- not feature certain protected flags and international emblems - eg the Olympic symbol
What designs can't you register?
You can't register a design on how a product works and there are limitations in applying for a design to the interior of a product.
If you have invented an innovative product, you may be able to apply for a patent to protect its function, operation, manufacture and/or material. For more information, see how to get patent protection for your business.
Why should you register your design?
Registering a design can offer the design owner much stronger protection of their work than just unregistered design rights. Registration can:
- help protect any aspect of your design, eg both the product's shape and decoration
- give you a longer term of protection
- give you the exclusive right to make, use or stock any item incorporating your design
- make taking legal action against infringement and copying more straightforward
You can show that your product has registered design protection by marking your product with the relevant registered design numbers.
From 1 October 2017, you can also mark your product with a web address, instead of the registered design number. The webpage must be freely accessible and clearly set out the registered design number(s) relevant to that product.
Giving notice of your design rights by marking your product could help stop accidental infringement. It may also help you get damages if someone does infringe your right. See more on the advantages of protecting your designs and key differences between design right and design registration.
Registered community designs
A registered community design (RCD) enables you to register your design in a single application in all the member states of the European Union (EU).
It is a monopoly right which protects your design against copying and infringement for an initial term of five years, renewable up to a maximum of 25 years.
Protecting your designs in Europe
If you trade in a single EU country, you may want to register your design just in that territory. This would give you the exclusive rights within that country but it won't prevent anyone from copying your design in other EU countries.
If you do business in more than one EU country, it makes financial and practical sense to apply for a community design. The requirements for registration and the level of protection are broadly the same as for UK registered designs, but a registered community design extends across the entire EU.
Important: RCDs will continue to extend to the UK during the Brexit transition period until the end of 2020. Once this period expires, RCDs will no longer be valid in the UK. On 1 January 2021, the UK IPO will create comparable UK designs for all right holders with an existing RCD. These rights will be recorded on the UK register and treated as if they had been applied for and registered under UK law. Find guidance on registered community designs at the end of the transition period.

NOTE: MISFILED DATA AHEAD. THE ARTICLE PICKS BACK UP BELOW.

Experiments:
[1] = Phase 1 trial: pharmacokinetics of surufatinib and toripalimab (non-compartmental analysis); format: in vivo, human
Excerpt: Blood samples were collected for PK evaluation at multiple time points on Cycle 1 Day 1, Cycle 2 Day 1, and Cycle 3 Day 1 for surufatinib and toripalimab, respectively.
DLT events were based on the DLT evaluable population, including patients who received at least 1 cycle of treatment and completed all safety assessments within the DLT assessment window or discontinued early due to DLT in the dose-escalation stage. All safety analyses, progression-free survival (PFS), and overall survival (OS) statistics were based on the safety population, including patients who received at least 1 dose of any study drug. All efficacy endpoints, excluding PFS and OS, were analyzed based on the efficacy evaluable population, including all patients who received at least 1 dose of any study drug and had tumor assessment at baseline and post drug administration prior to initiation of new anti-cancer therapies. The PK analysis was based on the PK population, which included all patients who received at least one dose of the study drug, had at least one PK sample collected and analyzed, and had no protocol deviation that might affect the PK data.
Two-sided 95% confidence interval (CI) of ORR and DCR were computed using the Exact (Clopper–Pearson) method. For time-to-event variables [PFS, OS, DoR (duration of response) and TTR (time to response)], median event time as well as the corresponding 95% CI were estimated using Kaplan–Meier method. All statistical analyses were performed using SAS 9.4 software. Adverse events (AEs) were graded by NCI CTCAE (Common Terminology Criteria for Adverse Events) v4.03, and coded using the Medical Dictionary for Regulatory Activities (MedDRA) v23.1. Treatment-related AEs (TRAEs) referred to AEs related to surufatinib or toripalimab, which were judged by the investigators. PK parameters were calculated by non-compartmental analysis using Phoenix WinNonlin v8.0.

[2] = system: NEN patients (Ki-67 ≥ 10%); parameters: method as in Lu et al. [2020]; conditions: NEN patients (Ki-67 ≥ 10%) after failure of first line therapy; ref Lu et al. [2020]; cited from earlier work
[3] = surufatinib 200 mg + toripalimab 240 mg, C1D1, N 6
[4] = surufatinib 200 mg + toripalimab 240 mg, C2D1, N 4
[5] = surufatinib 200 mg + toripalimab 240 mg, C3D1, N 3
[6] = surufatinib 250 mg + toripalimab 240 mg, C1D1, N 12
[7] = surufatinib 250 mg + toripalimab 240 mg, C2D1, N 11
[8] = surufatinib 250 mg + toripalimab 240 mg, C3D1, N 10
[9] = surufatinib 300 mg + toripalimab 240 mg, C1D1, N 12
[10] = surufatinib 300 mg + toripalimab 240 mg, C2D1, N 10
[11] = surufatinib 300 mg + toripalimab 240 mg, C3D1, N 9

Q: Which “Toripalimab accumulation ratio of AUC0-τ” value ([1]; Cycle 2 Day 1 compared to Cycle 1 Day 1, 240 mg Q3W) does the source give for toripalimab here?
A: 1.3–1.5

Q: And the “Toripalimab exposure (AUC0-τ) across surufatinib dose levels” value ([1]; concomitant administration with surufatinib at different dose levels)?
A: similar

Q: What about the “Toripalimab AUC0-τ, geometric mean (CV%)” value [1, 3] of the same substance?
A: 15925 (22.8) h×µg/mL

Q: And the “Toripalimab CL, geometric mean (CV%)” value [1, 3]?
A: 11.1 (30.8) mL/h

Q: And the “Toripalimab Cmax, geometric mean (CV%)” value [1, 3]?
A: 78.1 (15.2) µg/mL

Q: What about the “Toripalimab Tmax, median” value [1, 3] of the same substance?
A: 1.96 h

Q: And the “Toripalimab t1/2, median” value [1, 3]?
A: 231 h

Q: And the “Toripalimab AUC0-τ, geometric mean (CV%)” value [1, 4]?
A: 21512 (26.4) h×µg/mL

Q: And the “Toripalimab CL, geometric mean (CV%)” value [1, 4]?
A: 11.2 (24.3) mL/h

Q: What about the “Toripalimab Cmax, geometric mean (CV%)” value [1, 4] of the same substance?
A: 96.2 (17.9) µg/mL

How to apply for EU design registration
You can file applications for registered community designs at the European Union Intellectual Property Office (EUIPO). You have to make them within 12 months of the design first being made available to the public within the EU.
See how to register a design or read EUIPO's guidance on registered community designs. For design protection overseas, see how to register designs internationally under the Hague System.
Key differences between design right and design registration
The table below summarises the essential differences between the protection offered by the design rights and the design registration.
|Unregistered design right||Registered design|
|What does it apply to?||In the UK, it applies only to three-dimensional articles. In the EU, it applies to two- and three- dimensional articles.||Applies to both two- and three-dimensional articles.|
|What does it cover?||In the UK, it covers the shape and configuration of products, internal and external. In the EU, it covers the whole product.||Covers the appearance of a product, resulting particularly from its lines, contours, colours, shape, texture and materials or its ornamentation.|
|When does it apply?||Automatic right.||Arises on registration with the Intellectual Property Office in the UK, or the EU Intellectual Property Office for EU applications.|
|How long does it last?||Lasts up to 15 years in the UK and three years in the European Union.||Lasts up to 25 years, subject to it being renewed every five years.|
|How do you enforce it?||You have to prove that you hold the design and that deliberate copying has taken place in infringement actions.||You don't have to prove deliberate copying in infringement actions.|